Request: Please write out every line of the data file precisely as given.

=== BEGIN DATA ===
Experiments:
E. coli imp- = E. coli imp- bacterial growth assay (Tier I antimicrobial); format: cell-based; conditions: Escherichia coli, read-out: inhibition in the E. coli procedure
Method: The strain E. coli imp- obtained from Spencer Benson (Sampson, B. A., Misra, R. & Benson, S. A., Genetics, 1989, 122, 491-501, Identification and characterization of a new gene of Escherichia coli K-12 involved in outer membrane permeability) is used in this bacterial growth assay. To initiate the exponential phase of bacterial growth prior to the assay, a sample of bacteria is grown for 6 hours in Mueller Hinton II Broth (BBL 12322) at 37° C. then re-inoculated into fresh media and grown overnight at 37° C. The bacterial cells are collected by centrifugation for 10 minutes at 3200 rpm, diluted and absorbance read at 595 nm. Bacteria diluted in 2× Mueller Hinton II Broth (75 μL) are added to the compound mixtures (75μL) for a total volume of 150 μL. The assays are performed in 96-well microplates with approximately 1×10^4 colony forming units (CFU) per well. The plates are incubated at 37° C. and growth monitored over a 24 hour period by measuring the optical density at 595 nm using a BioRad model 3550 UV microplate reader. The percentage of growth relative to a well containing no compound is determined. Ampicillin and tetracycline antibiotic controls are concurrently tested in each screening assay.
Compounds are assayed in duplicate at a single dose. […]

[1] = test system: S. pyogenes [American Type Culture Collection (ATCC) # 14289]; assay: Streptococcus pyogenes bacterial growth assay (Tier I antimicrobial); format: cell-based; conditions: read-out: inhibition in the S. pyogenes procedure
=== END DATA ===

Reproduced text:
Experiments:
E. coli imp- = E. coli imp- bacterial growth assay (Tier I antimicrobial); format: cell-based; conditions: Escherichia coli, read-out: inhibition in the E. coli procedure
Method: The strain E. coli imp- obtained from Spencer Benson (Sampson, B. A., Misra, R. & Benson, S. A., Genetics, 1989, 122, 491-501, Identification and characterization of a new gene of Escherichia coli K-12 involved in outer membrane permeability) is used in this bacterial growth assay. To initiate the exponential phase of bacterial growth prior to the assay, a sample of bacteria is grown for 6 hours in Mueller Hinton II Broth (BBL 12322) at 37° C. then re-inoculated into fresh media and grown overnight at 37° C. The bacterial cells are collected by centrifugation for 10 minutes at 3200 rpm, diluted and absorbance read at 595 nm. Bacteria diluted in 2× Mueller Hinton II Broth (75 μL) are added to the compound mixtures (75μL) for a total volume of 150 μL. The assays are performed in 96-well microplates with approximately 1×10^4 colony forming units (CFU) per well. The plates are incubated at 37° C. and growth monitored over a 24 hour period by measuring the optical density at 595 nm using a BioRad model 3550 UV microplate reader. The percentage of growth relative to a well containing no compound is determined. Ampicillin and tetracycline antibiotic controls are concurrently tested in each screening assay.
Compounds are assayed in duplicate at a single dose. […]

[1] = test system: S. pyogenes [American Type Culture Collection (ATCC) # 14289]; assay: Streptococcus pyogenes bacterial growth assay (Tier I antimicrobial); format: cell-based; conditions: read-out: inhibition in the S. pyogenes procedure